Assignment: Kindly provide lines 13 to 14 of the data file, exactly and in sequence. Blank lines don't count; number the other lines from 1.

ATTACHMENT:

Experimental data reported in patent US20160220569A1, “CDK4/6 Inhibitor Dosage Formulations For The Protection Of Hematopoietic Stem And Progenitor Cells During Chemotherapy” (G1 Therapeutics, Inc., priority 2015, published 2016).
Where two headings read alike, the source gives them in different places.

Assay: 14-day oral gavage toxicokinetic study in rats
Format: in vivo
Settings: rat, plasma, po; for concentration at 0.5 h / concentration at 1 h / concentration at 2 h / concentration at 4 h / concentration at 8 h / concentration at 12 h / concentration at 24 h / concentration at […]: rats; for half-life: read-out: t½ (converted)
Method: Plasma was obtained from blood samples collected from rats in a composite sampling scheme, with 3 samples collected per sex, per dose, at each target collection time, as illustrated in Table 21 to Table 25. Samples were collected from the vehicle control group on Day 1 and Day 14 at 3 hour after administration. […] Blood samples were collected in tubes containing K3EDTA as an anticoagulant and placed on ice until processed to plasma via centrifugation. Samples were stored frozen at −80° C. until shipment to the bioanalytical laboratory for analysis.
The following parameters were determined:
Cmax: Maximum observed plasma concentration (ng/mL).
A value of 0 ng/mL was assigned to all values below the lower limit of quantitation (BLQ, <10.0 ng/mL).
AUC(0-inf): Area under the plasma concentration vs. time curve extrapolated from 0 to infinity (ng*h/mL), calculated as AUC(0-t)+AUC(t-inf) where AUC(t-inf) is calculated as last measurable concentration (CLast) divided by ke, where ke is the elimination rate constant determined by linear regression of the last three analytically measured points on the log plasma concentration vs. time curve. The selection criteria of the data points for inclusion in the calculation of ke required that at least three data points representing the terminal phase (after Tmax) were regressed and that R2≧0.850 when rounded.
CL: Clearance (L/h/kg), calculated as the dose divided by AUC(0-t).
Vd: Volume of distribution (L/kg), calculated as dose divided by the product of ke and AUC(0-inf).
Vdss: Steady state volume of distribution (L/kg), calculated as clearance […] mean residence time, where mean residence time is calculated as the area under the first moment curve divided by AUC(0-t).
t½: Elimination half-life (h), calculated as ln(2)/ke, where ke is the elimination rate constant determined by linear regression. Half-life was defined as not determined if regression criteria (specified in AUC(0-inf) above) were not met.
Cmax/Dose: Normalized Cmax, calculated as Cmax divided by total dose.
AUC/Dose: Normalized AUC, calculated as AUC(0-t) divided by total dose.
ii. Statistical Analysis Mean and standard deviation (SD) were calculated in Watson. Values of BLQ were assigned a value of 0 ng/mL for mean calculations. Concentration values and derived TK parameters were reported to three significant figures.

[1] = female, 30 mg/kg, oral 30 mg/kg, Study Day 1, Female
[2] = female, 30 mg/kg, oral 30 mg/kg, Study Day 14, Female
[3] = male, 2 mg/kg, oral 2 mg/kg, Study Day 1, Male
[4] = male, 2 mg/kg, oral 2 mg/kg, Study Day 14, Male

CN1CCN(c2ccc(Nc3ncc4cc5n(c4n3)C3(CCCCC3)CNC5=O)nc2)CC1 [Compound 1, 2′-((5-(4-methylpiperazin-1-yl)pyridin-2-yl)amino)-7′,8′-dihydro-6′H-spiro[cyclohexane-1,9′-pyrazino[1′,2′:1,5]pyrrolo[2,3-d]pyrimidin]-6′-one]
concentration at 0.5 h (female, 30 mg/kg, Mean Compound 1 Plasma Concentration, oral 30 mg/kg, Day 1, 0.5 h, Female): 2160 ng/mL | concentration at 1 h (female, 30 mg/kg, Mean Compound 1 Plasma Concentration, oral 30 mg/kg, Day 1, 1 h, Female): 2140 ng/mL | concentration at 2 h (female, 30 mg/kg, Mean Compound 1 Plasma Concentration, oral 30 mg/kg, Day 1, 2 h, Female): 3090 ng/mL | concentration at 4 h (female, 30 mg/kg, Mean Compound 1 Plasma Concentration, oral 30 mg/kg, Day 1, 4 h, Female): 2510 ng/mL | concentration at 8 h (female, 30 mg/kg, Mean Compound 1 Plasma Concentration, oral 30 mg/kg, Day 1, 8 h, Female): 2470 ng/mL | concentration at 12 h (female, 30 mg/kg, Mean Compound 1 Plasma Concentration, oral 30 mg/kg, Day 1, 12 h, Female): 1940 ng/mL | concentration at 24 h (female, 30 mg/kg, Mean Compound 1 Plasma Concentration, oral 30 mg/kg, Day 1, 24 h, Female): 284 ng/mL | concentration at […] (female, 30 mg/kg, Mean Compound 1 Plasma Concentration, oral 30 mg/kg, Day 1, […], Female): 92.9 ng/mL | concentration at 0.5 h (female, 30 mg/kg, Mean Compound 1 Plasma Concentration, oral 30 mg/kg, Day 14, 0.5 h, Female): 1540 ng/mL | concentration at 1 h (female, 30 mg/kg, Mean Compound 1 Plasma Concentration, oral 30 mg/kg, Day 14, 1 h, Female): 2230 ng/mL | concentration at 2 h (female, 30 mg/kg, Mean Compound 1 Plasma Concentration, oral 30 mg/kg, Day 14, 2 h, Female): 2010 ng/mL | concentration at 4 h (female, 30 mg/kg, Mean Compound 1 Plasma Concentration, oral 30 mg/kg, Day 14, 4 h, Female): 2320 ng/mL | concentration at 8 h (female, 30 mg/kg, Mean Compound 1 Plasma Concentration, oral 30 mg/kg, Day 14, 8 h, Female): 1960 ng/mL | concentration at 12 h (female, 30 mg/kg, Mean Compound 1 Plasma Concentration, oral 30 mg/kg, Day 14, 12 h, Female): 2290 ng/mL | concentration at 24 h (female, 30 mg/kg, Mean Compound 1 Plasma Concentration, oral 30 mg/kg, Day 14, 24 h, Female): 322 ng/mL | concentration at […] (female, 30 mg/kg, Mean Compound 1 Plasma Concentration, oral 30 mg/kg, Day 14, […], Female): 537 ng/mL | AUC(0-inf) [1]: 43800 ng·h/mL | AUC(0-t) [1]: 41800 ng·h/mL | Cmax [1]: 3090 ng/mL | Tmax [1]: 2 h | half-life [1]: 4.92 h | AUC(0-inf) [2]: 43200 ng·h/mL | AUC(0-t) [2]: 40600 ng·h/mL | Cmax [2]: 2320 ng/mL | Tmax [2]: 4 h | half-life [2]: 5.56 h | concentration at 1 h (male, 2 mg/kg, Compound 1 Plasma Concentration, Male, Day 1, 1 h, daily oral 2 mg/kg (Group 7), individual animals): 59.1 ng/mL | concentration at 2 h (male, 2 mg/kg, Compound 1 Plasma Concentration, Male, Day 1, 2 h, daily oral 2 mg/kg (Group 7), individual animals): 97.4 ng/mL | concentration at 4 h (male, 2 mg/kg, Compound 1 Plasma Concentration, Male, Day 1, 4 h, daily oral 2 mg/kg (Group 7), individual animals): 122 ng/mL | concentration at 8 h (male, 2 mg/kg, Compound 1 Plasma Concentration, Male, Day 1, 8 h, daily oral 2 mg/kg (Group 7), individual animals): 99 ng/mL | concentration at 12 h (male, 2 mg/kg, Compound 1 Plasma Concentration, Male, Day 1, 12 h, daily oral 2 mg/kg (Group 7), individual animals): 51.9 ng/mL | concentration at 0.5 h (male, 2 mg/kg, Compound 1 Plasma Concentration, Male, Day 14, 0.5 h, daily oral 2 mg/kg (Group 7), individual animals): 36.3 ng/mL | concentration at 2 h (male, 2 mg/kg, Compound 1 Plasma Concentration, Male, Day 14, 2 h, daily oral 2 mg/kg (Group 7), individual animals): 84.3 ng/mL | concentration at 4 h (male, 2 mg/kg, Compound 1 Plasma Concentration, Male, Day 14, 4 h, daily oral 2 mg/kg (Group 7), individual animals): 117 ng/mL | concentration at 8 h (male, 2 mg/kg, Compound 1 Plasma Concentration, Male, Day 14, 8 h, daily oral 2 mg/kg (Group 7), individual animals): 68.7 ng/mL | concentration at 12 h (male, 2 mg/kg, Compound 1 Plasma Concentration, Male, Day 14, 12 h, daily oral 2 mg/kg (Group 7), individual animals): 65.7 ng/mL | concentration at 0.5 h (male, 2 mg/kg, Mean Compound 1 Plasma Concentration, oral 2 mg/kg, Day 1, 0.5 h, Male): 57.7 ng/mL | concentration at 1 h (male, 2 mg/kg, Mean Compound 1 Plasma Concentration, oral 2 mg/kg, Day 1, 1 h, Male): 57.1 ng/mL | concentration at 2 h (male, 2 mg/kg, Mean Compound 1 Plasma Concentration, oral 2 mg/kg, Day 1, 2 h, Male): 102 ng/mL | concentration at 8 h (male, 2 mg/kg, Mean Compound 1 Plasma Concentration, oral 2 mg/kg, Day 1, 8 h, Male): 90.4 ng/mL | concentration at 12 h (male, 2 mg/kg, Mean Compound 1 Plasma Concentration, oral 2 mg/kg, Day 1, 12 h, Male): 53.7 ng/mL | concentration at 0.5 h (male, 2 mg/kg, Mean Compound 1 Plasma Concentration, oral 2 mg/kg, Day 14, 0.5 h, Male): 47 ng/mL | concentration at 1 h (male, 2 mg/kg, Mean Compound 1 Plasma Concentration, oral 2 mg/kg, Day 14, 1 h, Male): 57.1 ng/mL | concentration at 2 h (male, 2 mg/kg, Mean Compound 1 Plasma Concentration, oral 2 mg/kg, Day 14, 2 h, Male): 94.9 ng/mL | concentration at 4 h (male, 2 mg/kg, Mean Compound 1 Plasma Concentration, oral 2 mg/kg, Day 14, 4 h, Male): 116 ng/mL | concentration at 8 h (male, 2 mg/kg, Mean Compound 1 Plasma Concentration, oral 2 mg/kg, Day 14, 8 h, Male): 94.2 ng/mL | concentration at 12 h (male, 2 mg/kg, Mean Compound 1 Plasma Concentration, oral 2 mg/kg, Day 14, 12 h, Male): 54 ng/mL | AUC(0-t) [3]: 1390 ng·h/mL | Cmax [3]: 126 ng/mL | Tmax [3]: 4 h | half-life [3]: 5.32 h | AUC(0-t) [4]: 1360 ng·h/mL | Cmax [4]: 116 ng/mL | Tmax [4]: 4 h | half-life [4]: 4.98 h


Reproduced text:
Vdss: Steady state volume of distribution (L/kg), calculated as clearance […] mean residence time, where mean residence time is calculated as the area under the first moment curve divided by AUC(0-t).
t½: Elimination half-life (h), calculated as ln(2)/ke, where ke is the elimination rate constant determined by linear regression. Half-life was defined as not determined if regression criteria (specified in AUC(0-inf) above) were not met.